Is this art? Are we in San Diego?

Saturday, March 10, 2007, 12:12 —by JeSais
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One Response to “Is this art? Are we in San Diego?”

  1. Gordon Wells said on Sunday, March 11, 2007, 1:40

    The Art Seeker’s Journal:
    Where to Find Local Art in San Diego

    San Diego is a city known for its local talent in the arts: music, theatre, and the visual arts. Many public murals and sculptures adorn the parks and boardwalks, exemplifying San Diego’s commitment to displaying art to express a community identity.

    Our first stop in search of local talent is the Spanish Village, a colony of studios adjacent to the Zoo in Balboa Park. Here a number of local artists and craft persons display their wares in small studios, housed in typical Spanish style buildings, surrounding a colorful courtyard — an historic landmark, built in 1935 as part of the California Pacific International Exposition, and becoming an art center in 1937. Entry is open and free, and the village offers a nice respite from the more formal museums populating the famous park. These are working studios where visitors can watch and interact with artists involved in the creative process. In addition to the forty studios displaying works of over ninety local artists and eight regional art guilds, the Spanish Village hosts a number of art shows throughout the year that give exposure to other San Diego area artists. I was there in February and viewed the 32nd Annual Small Image Show, juried by Arthur Ollman, which allows area artists to enter pieces in a variety of mediums but no larger than 10″ across. Very fun.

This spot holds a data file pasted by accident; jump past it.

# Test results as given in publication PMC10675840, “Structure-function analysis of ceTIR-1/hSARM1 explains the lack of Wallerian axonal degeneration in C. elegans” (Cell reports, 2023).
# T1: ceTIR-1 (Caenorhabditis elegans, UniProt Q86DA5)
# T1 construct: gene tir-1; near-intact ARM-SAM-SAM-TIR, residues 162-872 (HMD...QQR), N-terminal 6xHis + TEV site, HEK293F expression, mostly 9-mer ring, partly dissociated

A leisurely stroll through the park leads us to our next stop, the San Diego Art Institute: Museum of the Living Artist. Tucked in amongst several international art galleries, this classy venue is dedicated to displaying and fostering local talent (and the charge for admission is less than bus fare). The Museum of the Living Artist hosts over thirty juried exhibitions throughout the year, featuring many of its more than three hundred members, including shows for juniors and emerging artists. Art classes and other educational programs are also part of the regular offerings of this non-profit organization. For a unique art adventure (for both pros and novices), attend one of the SDAI “paint-out” sessions, which take place on the third Saturday of each month. Come ready to paint or draw in the park during the morning, and review over a potluck meal that afternoon. Visitors in search of this type of interaction with San Diego artists are encouraged to go to the SDAI website or view the calendar of events provided by the San Diego Visual Arts Network.

    Straight down Laurel Street, which runs through Balboa Park and across the picturesque Cabrillo Bridge, on down towards the bay, rests our next destination, “Little Italy.” I shouldn’t have said “rests” because this part of town is always hopping. Great restaurants, lively nightclubs, and cute boutiques line India Street, the main drag — this part of town is a vibrant mix of traditional Italian-fishing and urban-artist villages. One block off India, at 2400 Kettner Blvd., we find San Diego’s newest local artist haven: The Art and Design District. This group of art lofts, studios, retail shops, and eateries is just a couple years new, and is quickly becoming known for its high caliber of resident artists and interior design firms. At least one Friday evening each month, they host an open house of sorts, which usually ends in a party. Fun people and great art, too. Down the street, on the corner of Kettner and Beech, is another little hotspot called Gallery680 — they always have a local or two on display. Very near to this is the office for ArtWalk SanDiego. This is a humungous outdoor fair for artists where they close off Little Italy to street traffic in April, and is so big it gets its own article.